Turkana County context
Located in the north west of Kenya, Turkana County suffers from water scarcity. Lorengelup village in Turkana County suffers from the negative impacts typical in the area due to the village water borehole drying up. Many residents are forced to walk long distances in search of water for drinking, as well as to carry out essential activities such as cooking and washing. According to the 2014 Kenyan Demographic and Health Survey[i] this task falls to women and children 60.5% of the time. The survey also found that almost 40% of the time this water was not safe for drinking, resulting in an increased risk of water borne diseases.
In an attempt to improve the situation in Lorengelup village, funds were provided to install four solar panels, which power a pump that extracts water from the borehole. From here it is transferred to kiosks around the village to ensure that the community has easy access to clean water. Improving access to clean water would not only mitigate the risk of contracting water borne diseases, but have wider social and economic benefits by allow communities to devote more time to other activities[ii].
National Taxpayers Association (NTA) is an NGO committed to empowering communities to monitor infrastructure projects and hold authorities accountable to improve service delivery for Kenyan citizens. Using Integrity Action’s Community Integrity Building (CIB) approach, NTA trained local residents as community monitors to audit the water project in Lorengelup village. NTA’s training equips monitors with skills to analyse project documents, conduct site visits to compare the project to the documents, take photos of the project, conduct beneficiary surveys, verify findings, and engage with stakeholders such as contractors and local government to fix problems.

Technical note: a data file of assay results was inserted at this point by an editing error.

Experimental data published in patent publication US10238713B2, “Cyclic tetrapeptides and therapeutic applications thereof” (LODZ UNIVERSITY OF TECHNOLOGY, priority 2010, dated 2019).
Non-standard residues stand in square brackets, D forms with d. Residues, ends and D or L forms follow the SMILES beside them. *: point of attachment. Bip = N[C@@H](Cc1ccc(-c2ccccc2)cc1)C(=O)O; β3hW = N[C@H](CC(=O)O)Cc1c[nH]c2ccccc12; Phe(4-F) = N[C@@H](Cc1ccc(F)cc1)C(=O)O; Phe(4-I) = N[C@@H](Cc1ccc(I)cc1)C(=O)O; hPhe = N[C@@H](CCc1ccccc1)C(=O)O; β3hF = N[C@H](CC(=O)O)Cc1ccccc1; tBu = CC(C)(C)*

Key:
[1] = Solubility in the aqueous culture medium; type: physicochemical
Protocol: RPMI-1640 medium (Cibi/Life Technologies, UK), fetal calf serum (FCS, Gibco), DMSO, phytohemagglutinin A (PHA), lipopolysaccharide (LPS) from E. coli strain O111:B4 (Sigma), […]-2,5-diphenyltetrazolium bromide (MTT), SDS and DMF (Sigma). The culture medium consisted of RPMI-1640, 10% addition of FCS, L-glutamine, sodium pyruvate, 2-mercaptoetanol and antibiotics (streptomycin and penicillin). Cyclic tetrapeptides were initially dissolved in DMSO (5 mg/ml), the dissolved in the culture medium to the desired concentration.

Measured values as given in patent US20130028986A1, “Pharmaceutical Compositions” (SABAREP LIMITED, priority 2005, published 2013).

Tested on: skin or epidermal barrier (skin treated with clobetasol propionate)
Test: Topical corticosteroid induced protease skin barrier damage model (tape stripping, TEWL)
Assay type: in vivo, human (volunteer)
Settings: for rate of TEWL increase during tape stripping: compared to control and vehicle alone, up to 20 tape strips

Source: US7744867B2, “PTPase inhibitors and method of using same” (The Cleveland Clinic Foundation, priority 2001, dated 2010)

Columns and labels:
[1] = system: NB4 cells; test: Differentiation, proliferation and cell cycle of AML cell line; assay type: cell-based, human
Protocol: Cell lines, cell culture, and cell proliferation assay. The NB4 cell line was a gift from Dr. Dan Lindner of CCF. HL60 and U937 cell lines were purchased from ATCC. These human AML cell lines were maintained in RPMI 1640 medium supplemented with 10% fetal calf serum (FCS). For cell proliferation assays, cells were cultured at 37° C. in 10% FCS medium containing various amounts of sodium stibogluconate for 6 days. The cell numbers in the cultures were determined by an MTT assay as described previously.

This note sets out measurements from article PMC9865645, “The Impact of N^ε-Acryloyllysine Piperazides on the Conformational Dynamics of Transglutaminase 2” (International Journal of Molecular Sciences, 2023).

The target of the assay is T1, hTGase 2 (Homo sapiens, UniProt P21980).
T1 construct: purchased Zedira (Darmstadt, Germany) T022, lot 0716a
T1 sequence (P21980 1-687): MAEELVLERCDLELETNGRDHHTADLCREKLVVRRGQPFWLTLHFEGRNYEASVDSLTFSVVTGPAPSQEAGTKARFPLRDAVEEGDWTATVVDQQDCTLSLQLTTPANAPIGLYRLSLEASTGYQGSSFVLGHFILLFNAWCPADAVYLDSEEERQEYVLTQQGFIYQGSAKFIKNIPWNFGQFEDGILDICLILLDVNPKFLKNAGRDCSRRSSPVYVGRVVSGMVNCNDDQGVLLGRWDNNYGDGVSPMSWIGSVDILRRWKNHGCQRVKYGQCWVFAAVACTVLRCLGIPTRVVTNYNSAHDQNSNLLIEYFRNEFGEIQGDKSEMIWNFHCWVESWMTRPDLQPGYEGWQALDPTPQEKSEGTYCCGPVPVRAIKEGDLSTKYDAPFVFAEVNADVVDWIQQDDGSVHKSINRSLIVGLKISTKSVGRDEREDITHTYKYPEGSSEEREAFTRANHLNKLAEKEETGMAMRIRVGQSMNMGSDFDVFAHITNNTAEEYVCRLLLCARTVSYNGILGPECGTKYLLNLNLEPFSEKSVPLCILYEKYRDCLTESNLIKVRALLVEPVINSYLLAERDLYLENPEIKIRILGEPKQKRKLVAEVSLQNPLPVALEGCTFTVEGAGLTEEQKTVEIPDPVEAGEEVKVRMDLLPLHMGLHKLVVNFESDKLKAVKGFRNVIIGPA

When the monitors visited the Lorengelup village on the first of October, 2015, they discovered that the implementation of the water project had been beset by problems. Furthermore, the contractor had stopped work. The water borehole had been drilled but water had not been connected from the source to the two kiosks where people were supposed to collect water from. This also caused a shortage in construction materials as they were not being used as specified. Furthermore, community members still walked long distances to alternative water sources and also queued for a long time in order to get water. This meant that the community was still susceptible to water borne diseases and unable to focus on other ways to increase their families livelihoods.
First, the monitors held a community meeting where they shared the problems with the project’s implementation. Next, the monitors engaged with the implementing agency, to discuss the issues about the water source not being connected to any kiosks, as well as the fact that work on the project had ceased. The implementing agency agreed to follow-up with the county government of Turkana, as they were responsible for supplying the water pipes. The implementing agency also contacted the contractor to ensure they would restart the project. The monitors met again with the community and arranged for volunteers to cooperate with the contractor to re-dig the water trenches which had been covered up while the project had stalled.
The monitors’ hard work yielded impressive results. The pipes were supplied by the county government, the contractor re-started work with the community helping to speed up the process. During the final monitoring trip, in December 2015, the monitors saw that the project had been successfully implemented. Since then, the community fetches water only from the kiosks.
The local community members no longer have to walk for long distances in search of water, thus saving them time to undertake other livelihood activities, which in the long run is likely to improve their living standards. It allows children to attend school more regularly and women now have time to contribute to income generating activities in support of the household. Community members are also considerably less likely to contract water borne diseases.
By giving members of a local community the tools and knowledge to monitor project implementation from the bottom up, it ensures that the projects are carried out in a more transparent and effective manner. Without the monitors intervention the projects would have likely been left unfinished, but now the community in Lorengelup have access to clean water.